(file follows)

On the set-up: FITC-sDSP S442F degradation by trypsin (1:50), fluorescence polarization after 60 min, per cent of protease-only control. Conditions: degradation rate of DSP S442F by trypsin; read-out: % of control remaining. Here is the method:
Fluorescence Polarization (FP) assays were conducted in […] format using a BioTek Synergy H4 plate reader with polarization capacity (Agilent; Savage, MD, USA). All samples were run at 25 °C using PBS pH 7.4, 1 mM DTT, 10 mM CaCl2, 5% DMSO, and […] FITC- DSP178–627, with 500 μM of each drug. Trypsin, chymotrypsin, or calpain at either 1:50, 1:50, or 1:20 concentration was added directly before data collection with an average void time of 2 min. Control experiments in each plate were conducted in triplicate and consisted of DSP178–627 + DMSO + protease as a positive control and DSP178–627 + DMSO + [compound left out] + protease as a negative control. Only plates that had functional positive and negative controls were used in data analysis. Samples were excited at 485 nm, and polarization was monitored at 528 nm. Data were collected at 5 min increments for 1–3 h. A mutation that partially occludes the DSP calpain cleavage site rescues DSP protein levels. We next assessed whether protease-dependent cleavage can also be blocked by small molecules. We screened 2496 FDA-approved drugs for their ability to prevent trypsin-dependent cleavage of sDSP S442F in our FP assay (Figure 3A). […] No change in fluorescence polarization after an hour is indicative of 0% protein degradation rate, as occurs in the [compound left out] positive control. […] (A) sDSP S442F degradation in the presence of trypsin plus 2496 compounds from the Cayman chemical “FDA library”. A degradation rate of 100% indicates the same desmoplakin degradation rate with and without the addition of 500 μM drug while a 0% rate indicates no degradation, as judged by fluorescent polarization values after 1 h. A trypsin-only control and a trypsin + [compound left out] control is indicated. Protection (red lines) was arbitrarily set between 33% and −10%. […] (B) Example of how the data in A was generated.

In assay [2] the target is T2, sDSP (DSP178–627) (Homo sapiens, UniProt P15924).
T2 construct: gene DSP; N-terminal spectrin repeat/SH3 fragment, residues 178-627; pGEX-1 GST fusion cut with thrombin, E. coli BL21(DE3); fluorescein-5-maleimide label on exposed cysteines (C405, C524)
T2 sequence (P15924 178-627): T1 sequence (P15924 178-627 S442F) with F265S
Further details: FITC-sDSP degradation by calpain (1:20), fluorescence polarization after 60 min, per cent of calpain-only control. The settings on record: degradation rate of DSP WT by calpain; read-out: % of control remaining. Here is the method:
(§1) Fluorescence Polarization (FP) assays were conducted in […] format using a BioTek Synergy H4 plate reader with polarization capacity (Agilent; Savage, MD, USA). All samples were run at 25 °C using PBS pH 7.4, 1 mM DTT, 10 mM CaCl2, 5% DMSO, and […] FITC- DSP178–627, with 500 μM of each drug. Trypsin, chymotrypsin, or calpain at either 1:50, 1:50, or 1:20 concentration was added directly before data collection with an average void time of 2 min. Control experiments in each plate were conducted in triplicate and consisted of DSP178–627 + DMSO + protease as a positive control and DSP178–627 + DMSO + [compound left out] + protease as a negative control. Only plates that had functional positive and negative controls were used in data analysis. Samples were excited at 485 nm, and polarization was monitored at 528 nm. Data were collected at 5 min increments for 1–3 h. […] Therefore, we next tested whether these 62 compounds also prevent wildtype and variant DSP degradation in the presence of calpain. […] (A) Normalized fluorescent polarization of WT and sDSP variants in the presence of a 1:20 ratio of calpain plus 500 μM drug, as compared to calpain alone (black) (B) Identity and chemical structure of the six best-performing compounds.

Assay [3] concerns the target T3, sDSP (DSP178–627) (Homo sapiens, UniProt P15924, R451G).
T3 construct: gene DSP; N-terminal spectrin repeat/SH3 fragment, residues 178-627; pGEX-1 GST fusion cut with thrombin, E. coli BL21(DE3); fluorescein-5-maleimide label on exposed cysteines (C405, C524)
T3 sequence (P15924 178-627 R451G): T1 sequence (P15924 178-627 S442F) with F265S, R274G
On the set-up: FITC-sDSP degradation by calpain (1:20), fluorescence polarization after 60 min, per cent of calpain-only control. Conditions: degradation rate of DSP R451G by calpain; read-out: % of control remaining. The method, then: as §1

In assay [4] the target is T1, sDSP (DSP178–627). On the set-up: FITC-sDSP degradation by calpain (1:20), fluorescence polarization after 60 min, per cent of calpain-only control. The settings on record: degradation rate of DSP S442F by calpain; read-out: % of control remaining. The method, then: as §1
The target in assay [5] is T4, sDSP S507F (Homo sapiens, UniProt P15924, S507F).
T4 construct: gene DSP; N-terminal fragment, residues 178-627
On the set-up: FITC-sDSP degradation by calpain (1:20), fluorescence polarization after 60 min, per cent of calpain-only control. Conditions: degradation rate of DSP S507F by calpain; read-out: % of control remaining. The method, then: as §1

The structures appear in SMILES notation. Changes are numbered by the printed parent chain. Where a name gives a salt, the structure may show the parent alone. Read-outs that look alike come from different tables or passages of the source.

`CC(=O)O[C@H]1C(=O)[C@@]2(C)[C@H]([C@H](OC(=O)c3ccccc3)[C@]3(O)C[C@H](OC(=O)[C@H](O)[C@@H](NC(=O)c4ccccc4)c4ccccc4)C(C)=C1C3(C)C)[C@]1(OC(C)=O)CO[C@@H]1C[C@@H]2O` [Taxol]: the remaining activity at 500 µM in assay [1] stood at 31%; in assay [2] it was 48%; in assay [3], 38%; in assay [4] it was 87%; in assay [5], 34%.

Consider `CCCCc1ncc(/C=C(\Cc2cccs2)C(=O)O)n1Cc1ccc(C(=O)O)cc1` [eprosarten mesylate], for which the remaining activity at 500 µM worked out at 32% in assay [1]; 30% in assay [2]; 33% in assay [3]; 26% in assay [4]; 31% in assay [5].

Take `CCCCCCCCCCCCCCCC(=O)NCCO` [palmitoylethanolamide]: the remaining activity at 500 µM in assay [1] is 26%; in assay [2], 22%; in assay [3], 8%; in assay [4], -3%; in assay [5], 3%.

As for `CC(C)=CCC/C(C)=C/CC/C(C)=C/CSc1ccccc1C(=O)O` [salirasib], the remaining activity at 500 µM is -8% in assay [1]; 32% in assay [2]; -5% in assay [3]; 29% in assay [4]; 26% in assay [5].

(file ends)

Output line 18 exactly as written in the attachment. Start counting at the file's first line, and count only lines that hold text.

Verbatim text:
Consider `CCCCc1ncc(/C=C(\Cc2cccs2)C(=O)O)n1Cc1ccc(C(=O)O)cc1` [eprosarten mesylate], for which the remaining activity at 500 µM worked out at 32% in assay [1]; 30% in assay [2]; 33% in assay [3]; 26% in assay [4]; 31% in assay [5].